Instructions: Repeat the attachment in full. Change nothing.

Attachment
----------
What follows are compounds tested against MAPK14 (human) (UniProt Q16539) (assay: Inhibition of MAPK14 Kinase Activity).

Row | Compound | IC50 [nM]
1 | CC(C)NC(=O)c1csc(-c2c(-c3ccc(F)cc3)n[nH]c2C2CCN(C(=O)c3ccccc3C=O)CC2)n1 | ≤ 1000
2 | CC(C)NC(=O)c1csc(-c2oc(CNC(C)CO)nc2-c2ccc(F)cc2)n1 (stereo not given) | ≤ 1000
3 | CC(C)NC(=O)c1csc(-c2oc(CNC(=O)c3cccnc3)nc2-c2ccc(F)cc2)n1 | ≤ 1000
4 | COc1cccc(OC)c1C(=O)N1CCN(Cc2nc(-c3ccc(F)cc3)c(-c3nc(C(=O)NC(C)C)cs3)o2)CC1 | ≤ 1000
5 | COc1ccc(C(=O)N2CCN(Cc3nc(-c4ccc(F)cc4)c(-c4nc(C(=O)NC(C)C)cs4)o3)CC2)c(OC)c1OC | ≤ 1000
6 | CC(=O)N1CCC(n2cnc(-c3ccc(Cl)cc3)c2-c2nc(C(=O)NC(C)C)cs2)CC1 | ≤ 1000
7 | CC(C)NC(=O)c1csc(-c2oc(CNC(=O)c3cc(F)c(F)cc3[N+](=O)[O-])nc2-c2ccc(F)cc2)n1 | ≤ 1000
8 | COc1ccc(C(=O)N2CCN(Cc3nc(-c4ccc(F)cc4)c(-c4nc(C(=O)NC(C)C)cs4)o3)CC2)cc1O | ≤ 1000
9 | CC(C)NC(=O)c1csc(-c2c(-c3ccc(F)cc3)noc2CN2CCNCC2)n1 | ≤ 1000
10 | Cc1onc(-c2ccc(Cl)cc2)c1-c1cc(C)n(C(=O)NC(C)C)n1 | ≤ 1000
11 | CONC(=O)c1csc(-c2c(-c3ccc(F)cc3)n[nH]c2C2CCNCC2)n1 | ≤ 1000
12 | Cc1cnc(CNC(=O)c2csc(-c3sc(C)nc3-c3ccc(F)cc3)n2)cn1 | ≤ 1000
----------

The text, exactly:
What follows are compounds tested against MAPK14 (human) (UniProt Q16539) (assay: Inhibition of MAPK14 Kinase Activity).

Row | Compound | IC50 [nM]
1 | CC(C)NC(=O)c1csc(-c2c(-c3ccc(F)cc3)n[nH]c2C2CCN(C(=O)c3ccccc3C=O)CC2)n1 | ≤ 1000
2 | CC(C)NC(=O)c1csc(-c2oc(CNC(C)CO)nc2-c2ccc(F)cc2)n1 (stereo not given) | ≤ 1000
3 | CC(C)NC(=O)c1csc(-c2oc(CNC(=O)c3cccnc3)nc2-c2ccc(F)cc2)n1 | ≤ 1000
4 | COc1cccc(OC)c1C(=O)N1CCN(Cc2nc(-c3ccc(F)cc3)c(-c3nc(C(=O)NC(C)C)cs3)o2)CC1 | ≤ 1000
5 | COc1ccc(C(=O)N2CCN(Cc3nc(-c4ccc(F)cc4)c(-c4nc(C(=O)NC(C)C)cs4)o3)CC2)c(OC)c1OC | ≤ 1000
6 | CC(=O)N1CCC(n2cnc(-c3ccc(Cl)cc3)c2-c2nc(C(=O)NC(C)C)cs2)CC1 | ≤ 1000
7 | CC(C)NC(=O)c1csc(-c2oc(CNC(=O)c3cc(F)c(F)cc3[N+](=O)[O-])nc2-c2ccc(F)cc2)n1 | ≤ 1000
8 | COc1ccc(C(=O)N2CCN(Cc3nc(-c4ccc(F)cc4)c(-c4nc(C(=O)NC(C)C)cs4)o3)CC2)cc1O | ≤ 1000
9 | CC(C)NC(=O)c1csc(-c2c(-c3ccc(F)cc3)noc2CN2CCNCC2)n1 | ≤ 1000
10 | Cc1onc(-c2ccc(Cl)cc2)c1-c1cc(C)n(C(=O)NC(C)C)n1 | ≤ 1000
11 | CONC(=O)c1csc(-c2c(-c3ccc(F)cc3)n[nH]c2C2CCNCC2)n1 | ≤ 1000
12 | Cc1cnc(CNC(=O)c2csc(-c3sc(C)nc3-c3ccc(F)cc3)n2)cn1 | ≤ 1000